Most of the literary impact of ‘Clearances’ stems from the poet’s aesthetic treatment of lacks, omissions, and empty spaces. They may be symptomatic of the poet’s ambivalent personal relationship with his mother, and/or his own belief system, but more likely, they indicate how Heaney deals with differences between himself and his mother. The transference of these lacks into words is a mature response to ambiguous feelings of attachment, and a diminishing bond over time. Heaney explores images and ideas surrounding dependence/interdependence/independence in adolescence throughout ‘Clearances’. This exploration is most obvious in the three sonnets where mother and son directly interact, that is, the ‘we’ sections.

The potato-peeling section (sonnet 3) of ‘Clearances’ is generally read as a touching recollection of one of those regular, often repeated household chores shared by mother and son, but what the text actually says hampers too cosy an interpretation. ‘When all the others were away at Mass’ reminds us that the eldest son in a large family was responsible for helping prepare the Sunday meal.  The phrase, ‘I was all hers’ is interesting – why not ‘She was all mine’? Surely, a boy sharing his mother’s affection with eight siblings would relish an opportunity to demand her undivided attention. There is an odd ambiguity here:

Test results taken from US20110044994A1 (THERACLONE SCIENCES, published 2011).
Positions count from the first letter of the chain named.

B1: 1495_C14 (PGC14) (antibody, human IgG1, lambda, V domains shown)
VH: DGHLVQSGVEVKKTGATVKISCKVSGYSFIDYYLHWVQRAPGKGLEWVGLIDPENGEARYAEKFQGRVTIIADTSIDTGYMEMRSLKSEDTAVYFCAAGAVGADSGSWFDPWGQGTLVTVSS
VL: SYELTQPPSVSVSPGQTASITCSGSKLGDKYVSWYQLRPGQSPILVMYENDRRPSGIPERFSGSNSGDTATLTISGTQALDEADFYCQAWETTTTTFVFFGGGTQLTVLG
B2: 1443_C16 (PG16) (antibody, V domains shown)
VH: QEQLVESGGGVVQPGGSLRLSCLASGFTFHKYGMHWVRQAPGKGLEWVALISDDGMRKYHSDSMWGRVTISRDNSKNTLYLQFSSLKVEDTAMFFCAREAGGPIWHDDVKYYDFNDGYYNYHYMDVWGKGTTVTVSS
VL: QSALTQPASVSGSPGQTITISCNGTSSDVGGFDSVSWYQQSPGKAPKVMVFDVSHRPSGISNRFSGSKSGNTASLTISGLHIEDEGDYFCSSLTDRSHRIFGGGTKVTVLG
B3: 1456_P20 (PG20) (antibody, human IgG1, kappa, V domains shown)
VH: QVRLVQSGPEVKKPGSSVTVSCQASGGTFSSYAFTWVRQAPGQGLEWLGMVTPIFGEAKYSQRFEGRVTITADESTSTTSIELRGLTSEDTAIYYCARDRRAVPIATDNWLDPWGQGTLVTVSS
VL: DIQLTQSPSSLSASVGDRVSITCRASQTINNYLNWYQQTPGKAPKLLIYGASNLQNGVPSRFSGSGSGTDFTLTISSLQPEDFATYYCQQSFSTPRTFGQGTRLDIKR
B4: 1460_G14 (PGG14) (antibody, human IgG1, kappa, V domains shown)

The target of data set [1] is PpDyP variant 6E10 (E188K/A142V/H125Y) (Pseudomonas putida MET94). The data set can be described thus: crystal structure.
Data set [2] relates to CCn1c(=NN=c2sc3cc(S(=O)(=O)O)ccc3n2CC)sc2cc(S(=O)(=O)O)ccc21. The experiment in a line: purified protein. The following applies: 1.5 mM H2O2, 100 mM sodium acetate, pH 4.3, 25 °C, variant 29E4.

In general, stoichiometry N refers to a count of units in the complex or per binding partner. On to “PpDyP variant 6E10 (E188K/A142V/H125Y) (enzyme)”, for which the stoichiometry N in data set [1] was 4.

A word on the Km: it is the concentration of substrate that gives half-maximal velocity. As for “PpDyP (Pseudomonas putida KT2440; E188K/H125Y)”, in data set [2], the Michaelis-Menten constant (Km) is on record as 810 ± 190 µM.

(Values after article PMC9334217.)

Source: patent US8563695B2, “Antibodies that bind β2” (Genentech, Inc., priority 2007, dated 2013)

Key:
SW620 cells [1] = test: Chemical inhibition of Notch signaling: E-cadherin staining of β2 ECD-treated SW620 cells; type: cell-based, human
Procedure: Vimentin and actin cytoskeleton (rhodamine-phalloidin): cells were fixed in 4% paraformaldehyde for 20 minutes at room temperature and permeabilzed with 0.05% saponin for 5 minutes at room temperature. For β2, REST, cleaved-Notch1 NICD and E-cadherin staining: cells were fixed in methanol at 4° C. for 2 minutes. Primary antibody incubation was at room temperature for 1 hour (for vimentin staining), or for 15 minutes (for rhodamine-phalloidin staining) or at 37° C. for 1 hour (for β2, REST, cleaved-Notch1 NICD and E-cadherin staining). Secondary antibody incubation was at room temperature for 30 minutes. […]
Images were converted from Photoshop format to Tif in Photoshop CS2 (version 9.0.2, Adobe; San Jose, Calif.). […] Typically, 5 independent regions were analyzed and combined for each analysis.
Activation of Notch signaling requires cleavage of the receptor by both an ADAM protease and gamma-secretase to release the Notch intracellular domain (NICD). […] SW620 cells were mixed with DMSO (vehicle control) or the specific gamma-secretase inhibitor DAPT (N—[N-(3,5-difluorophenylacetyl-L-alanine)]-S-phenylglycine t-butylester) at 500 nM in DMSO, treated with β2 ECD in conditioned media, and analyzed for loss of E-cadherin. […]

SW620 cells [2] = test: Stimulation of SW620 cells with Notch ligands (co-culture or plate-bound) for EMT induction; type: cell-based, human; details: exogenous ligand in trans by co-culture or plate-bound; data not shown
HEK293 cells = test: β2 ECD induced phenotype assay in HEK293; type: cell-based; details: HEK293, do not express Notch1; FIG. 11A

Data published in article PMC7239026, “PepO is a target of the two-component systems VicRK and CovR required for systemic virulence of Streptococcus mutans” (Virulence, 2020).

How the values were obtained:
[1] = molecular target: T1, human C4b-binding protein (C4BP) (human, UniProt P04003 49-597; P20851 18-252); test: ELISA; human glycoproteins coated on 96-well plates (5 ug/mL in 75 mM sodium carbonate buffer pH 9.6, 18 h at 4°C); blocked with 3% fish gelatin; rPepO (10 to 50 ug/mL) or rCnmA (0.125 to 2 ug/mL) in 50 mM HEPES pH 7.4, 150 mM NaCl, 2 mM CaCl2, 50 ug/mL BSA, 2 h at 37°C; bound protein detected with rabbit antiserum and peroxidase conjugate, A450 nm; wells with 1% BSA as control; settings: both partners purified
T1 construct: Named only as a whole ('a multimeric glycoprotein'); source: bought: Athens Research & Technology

I was all hers as we peeled potatoes.

                           They broke the silence, let fall one by one

                           Like solder weeping off the soldering iron: